The DNR/the durable DNR

Many of you, by your choosing, find yourselves being caregivers to loved ones. This is also a place that many more will find themselves as our loved ones get older and are either unable to care for themselves or simply need assistance getting around. One thing that comes with this responsibility is knowing the wishes of your loved one when it comes to resuscitative efforts, in the event of respiratory or cardiac arrest. For the person that wants everything possible done, then this is a mute point concerning what I am about to say. However, for the person that wants no heroic measures or, in other words, does not want CPR or other advanced means of resuscitation, then this is a discussion that needs to be had long before the event. Many believe that as long as they have an advanced directive from their doctor or a living will that fire and EMS personnel will honor that. The fact was, and I believe still is, that the only official documentation that can be accepted by prehospital providers is a Do Not Resuscitate (DNR) order that is up to date, or a Durable Do Not Resuscitate order. This is a distinctive colored form that has the patient’s information and their doctor’s signature. Again, I say, this is something that needs to be taken care of well in advance of a medical event, which is in keeping with the explicit wishes of your loved one.

So now that the paperwork is in order, what does all of this mean? First of all, if your loved one requires supportive care or pain management, then they will receive it. What a properly documented DNR provides for is the person that chooses to die in their home or in your home. If 9-1-1 is called, immediately following that moment, then pre-hospital personnel will honor the wish of your loved one. Without this documentation, pre-hospital providers will be mandated by a standard of care and a duty to act to provide any and all means of resuscitative care. You cannot decide this at the moment that an event occurs. You must work this out with the patient’s doctor ahead of time. I was asked the other day, what if I am not at home when something happens and I have a Durable DNR at home? There is a part of the form that can be carried on your person, when you are out and about.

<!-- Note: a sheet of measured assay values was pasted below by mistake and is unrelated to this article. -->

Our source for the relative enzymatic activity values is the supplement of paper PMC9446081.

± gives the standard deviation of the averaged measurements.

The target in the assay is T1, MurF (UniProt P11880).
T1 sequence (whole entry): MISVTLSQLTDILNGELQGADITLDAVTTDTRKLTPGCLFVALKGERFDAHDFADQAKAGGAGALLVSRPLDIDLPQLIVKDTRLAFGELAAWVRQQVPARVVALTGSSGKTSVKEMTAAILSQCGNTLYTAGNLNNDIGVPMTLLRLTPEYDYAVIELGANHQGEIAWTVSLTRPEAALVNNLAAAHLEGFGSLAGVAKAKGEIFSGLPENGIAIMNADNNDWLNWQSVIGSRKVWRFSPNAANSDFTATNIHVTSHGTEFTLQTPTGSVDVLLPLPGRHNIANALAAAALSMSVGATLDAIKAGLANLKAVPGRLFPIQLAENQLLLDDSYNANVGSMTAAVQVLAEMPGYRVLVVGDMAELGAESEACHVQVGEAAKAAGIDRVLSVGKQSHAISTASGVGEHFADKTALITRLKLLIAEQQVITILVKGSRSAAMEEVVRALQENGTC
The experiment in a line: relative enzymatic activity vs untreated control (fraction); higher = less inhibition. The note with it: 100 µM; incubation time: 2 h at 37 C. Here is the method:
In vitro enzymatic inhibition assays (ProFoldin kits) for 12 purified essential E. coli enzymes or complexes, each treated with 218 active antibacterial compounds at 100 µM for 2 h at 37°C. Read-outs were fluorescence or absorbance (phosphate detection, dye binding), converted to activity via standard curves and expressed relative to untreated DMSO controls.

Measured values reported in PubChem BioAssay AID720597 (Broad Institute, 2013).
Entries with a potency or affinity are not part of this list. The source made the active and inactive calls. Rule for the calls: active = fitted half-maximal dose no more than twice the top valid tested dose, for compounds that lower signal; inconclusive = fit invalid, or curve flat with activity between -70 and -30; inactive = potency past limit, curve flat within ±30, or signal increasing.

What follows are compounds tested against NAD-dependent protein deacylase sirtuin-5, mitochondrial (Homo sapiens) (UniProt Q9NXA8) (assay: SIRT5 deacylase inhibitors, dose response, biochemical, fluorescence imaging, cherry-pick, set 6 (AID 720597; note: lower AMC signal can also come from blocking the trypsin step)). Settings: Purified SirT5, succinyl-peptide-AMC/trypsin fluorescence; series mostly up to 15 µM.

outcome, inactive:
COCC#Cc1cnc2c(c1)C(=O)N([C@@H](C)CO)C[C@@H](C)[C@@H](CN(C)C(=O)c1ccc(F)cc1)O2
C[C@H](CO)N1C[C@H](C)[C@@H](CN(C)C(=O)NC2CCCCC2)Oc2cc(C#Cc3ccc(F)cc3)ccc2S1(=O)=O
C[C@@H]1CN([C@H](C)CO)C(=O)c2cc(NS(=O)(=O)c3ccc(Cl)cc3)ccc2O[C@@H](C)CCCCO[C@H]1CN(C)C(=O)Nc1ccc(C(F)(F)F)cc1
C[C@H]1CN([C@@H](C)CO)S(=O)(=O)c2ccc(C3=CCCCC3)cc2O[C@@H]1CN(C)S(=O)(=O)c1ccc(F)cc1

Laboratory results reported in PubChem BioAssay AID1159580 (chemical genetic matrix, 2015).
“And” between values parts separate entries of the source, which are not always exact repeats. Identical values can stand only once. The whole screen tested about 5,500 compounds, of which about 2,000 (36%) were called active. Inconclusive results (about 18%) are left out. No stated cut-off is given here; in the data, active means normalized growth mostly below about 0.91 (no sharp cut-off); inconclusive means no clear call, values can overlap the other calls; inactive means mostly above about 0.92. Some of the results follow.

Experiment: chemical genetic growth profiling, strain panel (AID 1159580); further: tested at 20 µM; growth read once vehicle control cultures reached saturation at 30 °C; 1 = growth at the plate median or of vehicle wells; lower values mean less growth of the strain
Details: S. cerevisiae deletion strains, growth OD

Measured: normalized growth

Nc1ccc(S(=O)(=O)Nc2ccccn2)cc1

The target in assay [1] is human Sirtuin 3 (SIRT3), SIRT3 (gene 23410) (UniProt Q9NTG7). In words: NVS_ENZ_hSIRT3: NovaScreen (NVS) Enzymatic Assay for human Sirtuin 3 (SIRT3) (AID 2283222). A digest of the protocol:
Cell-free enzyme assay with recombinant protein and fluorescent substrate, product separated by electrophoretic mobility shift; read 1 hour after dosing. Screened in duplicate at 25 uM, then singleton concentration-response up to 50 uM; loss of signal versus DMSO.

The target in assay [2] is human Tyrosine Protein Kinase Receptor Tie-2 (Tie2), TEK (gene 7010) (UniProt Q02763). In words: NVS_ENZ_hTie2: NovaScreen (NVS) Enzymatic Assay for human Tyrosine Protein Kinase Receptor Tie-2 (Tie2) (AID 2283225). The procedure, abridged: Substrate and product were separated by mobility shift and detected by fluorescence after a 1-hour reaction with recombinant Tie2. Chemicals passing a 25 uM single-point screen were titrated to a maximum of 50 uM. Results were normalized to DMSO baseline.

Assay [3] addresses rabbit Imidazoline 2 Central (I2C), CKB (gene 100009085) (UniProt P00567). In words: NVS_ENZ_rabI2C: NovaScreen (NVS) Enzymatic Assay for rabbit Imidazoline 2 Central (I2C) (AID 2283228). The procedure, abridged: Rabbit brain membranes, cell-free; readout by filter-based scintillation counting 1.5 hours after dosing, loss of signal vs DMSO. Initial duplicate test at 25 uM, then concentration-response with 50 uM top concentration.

Here is another part of this that we must talk about. What if, after your loved one has passed, you change your mind and want everything done, and you are the primary caregiver with medical power of attorney? Though someone will take you aside and insure that you want to go against your loved ones express wishes, other crew members will work to provide care, in light of this change.

You may ask, what are the steps to take when my loved one passes in my presence? If 9-1-1 is called, pre-hospital personnel and police will respond. Police will conduct a natural death investigation, while pre-hospital providers will insure that proper documentation exists, and then supportive care to the family will occur, if necessary. In a hospice situation, hospice will instruct families on how to handle this moment. What I tell people is do what your loved one would want. You must be able to live with the decisions that you make, and I will tell you that pre-hospital providers are as trained in how to handle these situations as they are in how to work through a cardiac or trauma scenario. God bless you as you care for your loved one, and try to honor their wishes concerning their death.   


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